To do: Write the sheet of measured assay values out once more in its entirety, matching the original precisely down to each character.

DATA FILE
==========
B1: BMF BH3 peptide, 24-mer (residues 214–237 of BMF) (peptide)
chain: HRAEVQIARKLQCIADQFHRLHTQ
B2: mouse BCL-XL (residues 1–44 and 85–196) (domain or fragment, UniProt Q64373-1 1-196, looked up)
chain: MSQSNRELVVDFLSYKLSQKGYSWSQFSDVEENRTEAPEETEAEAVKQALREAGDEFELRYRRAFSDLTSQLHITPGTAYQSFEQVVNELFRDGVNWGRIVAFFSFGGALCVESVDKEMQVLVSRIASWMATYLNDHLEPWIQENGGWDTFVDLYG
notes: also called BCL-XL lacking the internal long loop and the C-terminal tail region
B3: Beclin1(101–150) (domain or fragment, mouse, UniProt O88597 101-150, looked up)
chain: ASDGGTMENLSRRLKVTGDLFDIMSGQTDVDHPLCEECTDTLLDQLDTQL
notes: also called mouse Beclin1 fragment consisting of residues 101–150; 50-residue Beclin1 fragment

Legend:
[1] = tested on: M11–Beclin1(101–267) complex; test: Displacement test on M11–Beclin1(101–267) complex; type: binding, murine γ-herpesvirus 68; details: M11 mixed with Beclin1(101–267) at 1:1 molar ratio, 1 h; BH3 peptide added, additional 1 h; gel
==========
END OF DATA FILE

B1: BMF BH3 peptide, 24-mer (residues 214–237 of BMF) (peptide)
chain: HRAEVQIARKLQCIADQFHRLHTQ
B2: mouse BCL-XL (residues 1–44 and 85–196) (domain or fragment, UniProt Q64373-1 1-196, looked up)
chain: MSQSNRELVVDFLSYKLSQKGYSWSQFSDVEENRTEAPEETEAEAVKQALREAGDEFELRYRRAFSDLTSQLHITPGTAYQSFEQVVNELFRDGVNWGRIVAFFSFGGALCVESVDKEMQVLVSRIASWMATYLNDHLEPWIQENGGWDTFVDLYG
notes: also called BCL-XL lacking the internal long loop and the C-terminal tail region
B3: Beclin1(101–150) (domain or fragment, mouse, UniProt O88597 101-150, looked up)
chain: ASDGGTMENLSRRLKVTGDLFDIMSGQTDVDHPLCEECTDTLLDQLDTQL
notes: also called mouse Beclin1 fragment consisting of residues 101–150; 50-residue Beclin1 fragment

Legend:
[1] = tested on: M11–Beclin1(101–267) complex; test: Displacement test on M11–Beclin1(101–267) complex; type: binding, murine γ-herpesvirus 68; details: M11 mixed with Beclin1(101–267) at 1:1 molar ratio, 1 h; BH3 peptide added, additional 1 h; gel